I listened to the talk “A Call for Professionalism” by Dr. Peter Greco and Dr. Eladio DeLeon, Jr. on the AAO member website (their talk starts about 1:34:00) and it was interesting to say the least. I won’t bore you with the details as you can watch the talk for yourself but the thing that really grabbed my attention was what Dr. Greco said at 1:40:30 while quoting a physician born in the 1800s –
“We must combine the new economy with the old morality…”
When it comes to orthodontists and the AAO, their obsession with the past never ceases to amaze me. Dr. Greco recited the 7 wonders of the ancient world, referred to Hippocrates and then took his central theme on morality from a man whose parents were likely alive when it was considered legal and even moral by some to own another human being. A man who lived during a time when women were not allowed to vote, when segregation was normal, when it was perfectly acceptable to judge someone based on their religion, race language, preferences or anything else that was not considered Anglo-Saxon-Protestant-White…
So exactly which part of “old morality” is Dr. Greco suggesting we revise? We can look at photos of the men in the AAO leadership over the years and it won’t be hard to figure out. Sure there have been a few dashes of diversity added in recent years but, again, Dr. Greco is calling for “old morality” so this makes me wonder what he and his old morality colleagues think of the slightly changing face of AAO leadership.
We can garner clues as to the point of this call to professionalism from listening to Dr. DeLeon’s words in which he seems to yearn for the days when it was illegal to advertise, regret that state dental boards no longer have unlimited power with no restraint on their propensity to crush competition or immunity from consequences and Dr. DeLeon decries the fact that the AAO can’t block new dental schools being built. He further seems to suggest that he and his fellow SOE members should impress upon CODA the need to change the rules for accreditation in an attempt to accomplish through CODA paperwork what is forbidden by the law of the land. I’m sure these same kinds of suggestions for opposition to the new were made by elder statesmen when women and non-whites first tried to enter the sacred halls of dental schools. Though these may seem disparate motives and circumstances, one only need look at both scenarios from the point of view that the dental establishment will always fight to protect itself from anything it sees as a threat to the status quo. Anything. Be that females, “other” races, people of different beliefs or, in the last week, anyone or anything who wants to compete with established doctors for the right to service the public. Even the public that the orthodontic establishment refuses to treat!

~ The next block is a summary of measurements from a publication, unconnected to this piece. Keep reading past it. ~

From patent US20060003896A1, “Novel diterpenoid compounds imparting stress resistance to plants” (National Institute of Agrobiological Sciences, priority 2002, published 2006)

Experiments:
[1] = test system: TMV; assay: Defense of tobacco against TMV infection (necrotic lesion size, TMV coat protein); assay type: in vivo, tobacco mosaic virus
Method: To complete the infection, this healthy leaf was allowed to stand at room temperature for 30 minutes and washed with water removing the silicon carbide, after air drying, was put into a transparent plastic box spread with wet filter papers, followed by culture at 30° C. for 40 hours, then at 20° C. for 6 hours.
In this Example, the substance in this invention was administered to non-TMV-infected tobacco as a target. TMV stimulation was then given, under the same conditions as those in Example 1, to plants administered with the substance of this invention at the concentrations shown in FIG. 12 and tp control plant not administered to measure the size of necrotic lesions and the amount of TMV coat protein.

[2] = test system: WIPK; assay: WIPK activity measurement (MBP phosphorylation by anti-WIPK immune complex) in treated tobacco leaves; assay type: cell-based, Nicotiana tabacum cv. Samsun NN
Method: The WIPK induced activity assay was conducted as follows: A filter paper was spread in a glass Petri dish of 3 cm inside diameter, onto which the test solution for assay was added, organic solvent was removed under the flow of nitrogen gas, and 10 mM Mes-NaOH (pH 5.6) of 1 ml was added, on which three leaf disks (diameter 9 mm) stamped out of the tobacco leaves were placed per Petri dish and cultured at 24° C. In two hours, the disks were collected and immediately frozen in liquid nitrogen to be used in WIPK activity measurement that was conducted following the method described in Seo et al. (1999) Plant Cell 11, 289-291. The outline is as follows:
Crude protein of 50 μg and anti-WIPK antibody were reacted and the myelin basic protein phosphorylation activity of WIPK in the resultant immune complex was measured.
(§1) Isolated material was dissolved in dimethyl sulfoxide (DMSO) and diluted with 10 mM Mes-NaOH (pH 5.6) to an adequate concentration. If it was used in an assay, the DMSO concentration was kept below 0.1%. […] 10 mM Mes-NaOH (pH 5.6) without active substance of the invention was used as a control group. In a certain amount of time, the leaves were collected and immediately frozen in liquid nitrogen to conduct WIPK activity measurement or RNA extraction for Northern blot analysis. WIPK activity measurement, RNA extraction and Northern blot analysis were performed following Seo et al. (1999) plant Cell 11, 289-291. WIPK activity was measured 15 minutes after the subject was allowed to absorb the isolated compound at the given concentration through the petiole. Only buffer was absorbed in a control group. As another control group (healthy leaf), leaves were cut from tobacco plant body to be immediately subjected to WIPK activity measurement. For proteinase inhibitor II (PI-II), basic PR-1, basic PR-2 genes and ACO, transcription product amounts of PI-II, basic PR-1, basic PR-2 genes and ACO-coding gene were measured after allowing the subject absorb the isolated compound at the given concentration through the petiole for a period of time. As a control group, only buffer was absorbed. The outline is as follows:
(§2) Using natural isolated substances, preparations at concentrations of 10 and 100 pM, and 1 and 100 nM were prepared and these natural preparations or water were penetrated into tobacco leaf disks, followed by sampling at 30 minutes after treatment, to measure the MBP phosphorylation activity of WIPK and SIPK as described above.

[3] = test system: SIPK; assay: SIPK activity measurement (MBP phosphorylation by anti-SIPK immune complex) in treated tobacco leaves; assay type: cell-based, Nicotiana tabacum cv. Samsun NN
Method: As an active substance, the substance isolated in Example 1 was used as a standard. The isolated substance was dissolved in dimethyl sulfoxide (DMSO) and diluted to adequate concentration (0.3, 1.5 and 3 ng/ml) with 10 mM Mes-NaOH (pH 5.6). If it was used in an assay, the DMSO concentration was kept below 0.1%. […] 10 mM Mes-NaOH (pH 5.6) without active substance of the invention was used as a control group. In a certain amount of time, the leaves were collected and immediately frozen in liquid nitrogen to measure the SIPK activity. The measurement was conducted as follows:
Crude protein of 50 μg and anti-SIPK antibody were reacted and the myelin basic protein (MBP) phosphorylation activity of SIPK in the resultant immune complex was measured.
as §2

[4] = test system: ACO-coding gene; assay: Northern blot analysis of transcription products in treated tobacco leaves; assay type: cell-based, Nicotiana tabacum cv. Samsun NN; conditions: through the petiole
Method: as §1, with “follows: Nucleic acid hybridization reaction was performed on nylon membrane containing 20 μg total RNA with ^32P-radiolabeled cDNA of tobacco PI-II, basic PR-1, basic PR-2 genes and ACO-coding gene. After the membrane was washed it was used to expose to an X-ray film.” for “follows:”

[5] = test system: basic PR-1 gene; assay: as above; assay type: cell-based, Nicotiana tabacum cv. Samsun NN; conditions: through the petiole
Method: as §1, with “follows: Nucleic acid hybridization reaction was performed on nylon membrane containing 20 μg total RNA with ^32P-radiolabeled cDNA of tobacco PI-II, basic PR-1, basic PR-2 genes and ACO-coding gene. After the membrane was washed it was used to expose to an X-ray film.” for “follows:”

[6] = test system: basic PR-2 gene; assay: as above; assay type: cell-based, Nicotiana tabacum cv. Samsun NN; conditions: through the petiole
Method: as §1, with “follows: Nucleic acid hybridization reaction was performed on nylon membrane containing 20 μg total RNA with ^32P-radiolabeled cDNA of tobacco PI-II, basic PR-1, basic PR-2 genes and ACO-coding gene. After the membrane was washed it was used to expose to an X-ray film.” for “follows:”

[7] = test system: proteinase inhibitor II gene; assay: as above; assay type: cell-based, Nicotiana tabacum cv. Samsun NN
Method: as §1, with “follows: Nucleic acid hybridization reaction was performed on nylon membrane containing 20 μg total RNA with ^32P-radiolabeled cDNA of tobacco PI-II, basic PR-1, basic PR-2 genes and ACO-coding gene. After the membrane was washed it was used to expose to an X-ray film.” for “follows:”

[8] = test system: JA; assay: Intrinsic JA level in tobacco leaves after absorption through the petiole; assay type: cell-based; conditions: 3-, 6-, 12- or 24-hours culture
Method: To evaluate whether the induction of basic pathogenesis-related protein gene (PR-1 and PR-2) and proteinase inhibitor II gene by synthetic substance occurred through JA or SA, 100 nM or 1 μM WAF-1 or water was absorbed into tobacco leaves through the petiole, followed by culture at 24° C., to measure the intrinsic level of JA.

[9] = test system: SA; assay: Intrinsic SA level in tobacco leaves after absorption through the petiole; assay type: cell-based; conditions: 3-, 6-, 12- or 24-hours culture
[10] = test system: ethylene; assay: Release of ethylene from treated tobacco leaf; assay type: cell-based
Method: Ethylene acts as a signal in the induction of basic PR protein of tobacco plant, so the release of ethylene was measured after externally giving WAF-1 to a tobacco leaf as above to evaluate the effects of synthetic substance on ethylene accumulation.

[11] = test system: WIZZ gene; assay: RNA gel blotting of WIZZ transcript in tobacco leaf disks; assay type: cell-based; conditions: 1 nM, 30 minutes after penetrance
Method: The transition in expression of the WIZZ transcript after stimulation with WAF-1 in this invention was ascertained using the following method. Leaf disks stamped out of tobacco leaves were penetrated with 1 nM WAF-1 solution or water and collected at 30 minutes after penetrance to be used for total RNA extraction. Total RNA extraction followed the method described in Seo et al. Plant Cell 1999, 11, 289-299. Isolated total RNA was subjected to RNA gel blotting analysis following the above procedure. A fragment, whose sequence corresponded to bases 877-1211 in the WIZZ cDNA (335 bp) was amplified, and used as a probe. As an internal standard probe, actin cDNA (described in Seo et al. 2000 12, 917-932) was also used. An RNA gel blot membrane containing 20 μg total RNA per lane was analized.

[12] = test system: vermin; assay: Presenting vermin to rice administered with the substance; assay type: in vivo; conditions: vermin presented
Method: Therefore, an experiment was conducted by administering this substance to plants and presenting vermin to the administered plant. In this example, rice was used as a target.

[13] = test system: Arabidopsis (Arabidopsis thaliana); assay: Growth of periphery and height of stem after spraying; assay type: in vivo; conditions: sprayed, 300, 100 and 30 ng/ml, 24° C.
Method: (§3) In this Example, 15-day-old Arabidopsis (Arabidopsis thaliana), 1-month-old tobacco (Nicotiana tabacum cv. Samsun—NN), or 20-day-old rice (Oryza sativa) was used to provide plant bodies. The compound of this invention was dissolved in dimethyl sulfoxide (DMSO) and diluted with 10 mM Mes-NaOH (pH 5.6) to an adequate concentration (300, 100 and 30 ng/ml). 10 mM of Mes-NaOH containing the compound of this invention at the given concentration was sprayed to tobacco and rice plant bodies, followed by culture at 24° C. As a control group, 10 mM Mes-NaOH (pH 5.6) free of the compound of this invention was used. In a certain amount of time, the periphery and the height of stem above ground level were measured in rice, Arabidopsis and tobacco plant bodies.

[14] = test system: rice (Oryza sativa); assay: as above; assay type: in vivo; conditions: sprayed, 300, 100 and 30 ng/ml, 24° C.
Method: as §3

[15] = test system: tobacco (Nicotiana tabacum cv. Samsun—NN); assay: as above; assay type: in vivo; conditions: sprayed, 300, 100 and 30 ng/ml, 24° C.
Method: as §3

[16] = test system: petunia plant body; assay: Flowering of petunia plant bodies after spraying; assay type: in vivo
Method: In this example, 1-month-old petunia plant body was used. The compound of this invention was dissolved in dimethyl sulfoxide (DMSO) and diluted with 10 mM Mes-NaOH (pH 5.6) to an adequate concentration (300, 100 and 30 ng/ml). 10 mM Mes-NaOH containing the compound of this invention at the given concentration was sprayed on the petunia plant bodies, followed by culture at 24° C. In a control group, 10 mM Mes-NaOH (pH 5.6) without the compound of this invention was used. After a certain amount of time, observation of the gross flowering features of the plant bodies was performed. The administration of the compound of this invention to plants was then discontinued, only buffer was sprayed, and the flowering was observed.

Here’s the funny part. Even after the dental establishment is forced to incorporate the changes they vehemently opposed and it becomes obvious that there was never any “danger to the public”, we still refuse to admit we were wrong and go ahead like nothing ever happened. It’s amazing to look back at the history of orthodontics and dentistry in general to watch this scenario repeat itself over and over and over… Will we ever learn?
To his credit, Dr. DeLeon did put up a slide “showing” that “more dental schools will not solve the access problem” but one doesn’t need to be an expert in psychology to see how little time he spends on this “study” or that he chose his words carefully when talking about the results. It was like watching a doctor saying to a patient that a prescribed medicine would not solve the disease so they shouldn’t take it… while knowing that the medicine would certainly alleviate the symptoms and put the patient on the road to recovery over time.
How is it possible that such a large group of very smart people can not only think this way but never even consider the possibility that the party line is flawed? Are we so caught up in our echo chamber that we don’t realize that by only considering our point of view and the point of view of those who agree with us that we are multiplying our innate confirmation bias to our detriment? It boggles the mind and saddens me greatly to watch. How can we refuse to recognize that the world has changed, patients have changed and that we only service a tiny fraction of our fellow Americans? How can we be so arrogant to believe that everything done in a “traditional office” turns out roses and anything other than that consistently renders rotten results and is dangerous? Our emotions rule us and have blinded us to the assumptions we’ve held so long that we don’t even recognize as such any longer.
I truly hope the profession and our member organization come to their senses but I am far from optimistic that reality will be able to break through. Oh well, we are consistent if nothing else.